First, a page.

H.R. 2454, the “American Clean Energy and Security Act of 2009”, was introduced by Chairman Henry A. Waxman and Subcommittee Chairman Edward J. Markey. This legislation is a comprehensive approach to America's energy and climate policy. The legislation has four titles. The first “clean energy” title promotes renewable sources of energy and carbon capture and sequestration (CCS) technologies, low-carbon transportation fuels, clean electric vehicles, and the smart grid and electricity transmission. Under this title, the draft includes a CCS early demonstration program, incentives for the wide-scale commercial deployment of CCS, and performance standards for new coal-fired power plants.
Supporting CURC Documents : Section by Section Summary as Reported (6/9/09)
(Full documents accessible to CURC members only)
Committee Documents: Bill text of H.R. 2454 as passed by the House on June 26, 2009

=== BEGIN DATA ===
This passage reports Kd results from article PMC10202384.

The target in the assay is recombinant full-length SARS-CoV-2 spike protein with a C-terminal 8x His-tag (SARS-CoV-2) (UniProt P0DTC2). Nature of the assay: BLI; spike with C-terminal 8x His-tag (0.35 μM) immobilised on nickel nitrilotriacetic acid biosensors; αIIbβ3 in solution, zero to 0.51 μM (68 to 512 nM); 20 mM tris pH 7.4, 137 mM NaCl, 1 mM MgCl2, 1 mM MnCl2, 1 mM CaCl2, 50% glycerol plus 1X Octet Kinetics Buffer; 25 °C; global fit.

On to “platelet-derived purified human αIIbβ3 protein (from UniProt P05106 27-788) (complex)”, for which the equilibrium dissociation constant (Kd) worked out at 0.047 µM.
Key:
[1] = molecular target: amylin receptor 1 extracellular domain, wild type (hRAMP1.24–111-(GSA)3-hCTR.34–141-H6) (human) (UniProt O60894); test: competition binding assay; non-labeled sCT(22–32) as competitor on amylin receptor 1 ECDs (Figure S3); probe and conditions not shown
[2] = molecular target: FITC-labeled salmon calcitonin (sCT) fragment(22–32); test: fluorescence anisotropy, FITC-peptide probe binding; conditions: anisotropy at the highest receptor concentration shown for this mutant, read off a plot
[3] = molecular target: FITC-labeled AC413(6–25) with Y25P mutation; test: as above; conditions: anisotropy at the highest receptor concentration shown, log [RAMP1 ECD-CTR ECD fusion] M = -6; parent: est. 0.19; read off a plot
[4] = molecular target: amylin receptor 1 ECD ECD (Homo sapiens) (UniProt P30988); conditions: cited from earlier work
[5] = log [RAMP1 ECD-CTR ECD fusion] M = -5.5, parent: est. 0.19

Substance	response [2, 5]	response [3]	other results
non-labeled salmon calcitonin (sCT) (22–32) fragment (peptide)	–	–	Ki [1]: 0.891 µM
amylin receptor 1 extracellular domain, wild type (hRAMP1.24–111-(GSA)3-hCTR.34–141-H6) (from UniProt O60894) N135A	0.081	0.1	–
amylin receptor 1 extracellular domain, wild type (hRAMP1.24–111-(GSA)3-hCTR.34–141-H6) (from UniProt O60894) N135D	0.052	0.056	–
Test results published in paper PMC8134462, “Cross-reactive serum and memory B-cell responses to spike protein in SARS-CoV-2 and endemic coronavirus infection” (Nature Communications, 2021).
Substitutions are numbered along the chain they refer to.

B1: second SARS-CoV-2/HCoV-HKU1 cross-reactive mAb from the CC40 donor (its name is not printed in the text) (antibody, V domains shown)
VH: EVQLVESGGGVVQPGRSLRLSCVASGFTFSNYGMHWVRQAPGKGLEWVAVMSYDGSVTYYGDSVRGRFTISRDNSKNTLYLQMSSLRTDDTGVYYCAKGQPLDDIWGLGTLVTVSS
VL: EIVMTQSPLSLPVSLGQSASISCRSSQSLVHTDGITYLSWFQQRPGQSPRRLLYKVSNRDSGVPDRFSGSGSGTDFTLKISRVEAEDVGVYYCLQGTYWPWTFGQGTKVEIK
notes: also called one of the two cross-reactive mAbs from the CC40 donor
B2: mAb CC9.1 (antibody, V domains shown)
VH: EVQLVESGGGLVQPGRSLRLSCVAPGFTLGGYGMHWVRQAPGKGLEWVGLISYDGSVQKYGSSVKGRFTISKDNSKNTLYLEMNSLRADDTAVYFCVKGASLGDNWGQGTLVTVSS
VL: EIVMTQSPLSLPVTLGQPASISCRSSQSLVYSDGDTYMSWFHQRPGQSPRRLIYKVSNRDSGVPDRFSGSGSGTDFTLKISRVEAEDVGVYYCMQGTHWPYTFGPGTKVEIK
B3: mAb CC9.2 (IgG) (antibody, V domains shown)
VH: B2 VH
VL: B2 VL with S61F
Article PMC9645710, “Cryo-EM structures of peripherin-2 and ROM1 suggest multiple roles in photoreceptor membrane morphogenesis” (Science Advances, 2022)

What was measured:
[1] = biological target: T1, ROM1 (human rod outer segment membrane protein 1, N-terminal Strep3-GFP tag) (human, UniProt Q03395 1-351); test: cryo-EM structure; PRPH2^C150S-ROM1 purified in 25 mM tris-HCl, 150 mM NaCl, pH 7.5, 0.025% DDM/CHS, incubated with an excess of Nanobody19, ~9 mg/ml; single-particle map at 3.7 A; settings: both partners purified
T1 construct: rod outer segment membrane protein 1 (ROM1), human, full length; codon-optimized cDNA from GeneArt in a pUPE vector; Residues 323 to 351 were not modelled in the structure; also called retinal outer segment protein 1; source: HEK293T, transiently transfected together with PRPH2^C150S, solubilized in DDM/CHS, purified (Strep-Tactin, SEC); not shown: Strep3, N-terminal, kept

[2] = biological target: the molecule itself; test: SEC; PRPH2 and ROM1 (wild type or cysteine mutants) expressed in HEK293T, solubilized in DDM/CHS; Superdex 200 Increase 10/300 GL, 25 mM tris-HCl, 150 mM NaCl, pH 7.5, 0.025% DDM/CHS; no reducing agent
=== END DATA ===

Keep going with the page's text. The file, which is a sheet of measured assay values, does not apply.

On May 21st, the House Energy and Commerce Committee agreed to report the American Clean Energy and Security Act of 2009 (H.R. 2454) to the full House of Representatives. Chairman Henry Waxman (D-CA) and Energy and Environment Subcommittee Chairman Ed Markey (D-MA) released a discussion draft of the bill on March 31st. (Click here for an overview of the discussion draft.) During the subsequent month and a half, the sponsors engaged in intense behind-the-scene negotiations with other Committee Democrats concerned about the legislation’s potential impact on consumers, trade-exposed industries, agriculture, and the energy sector.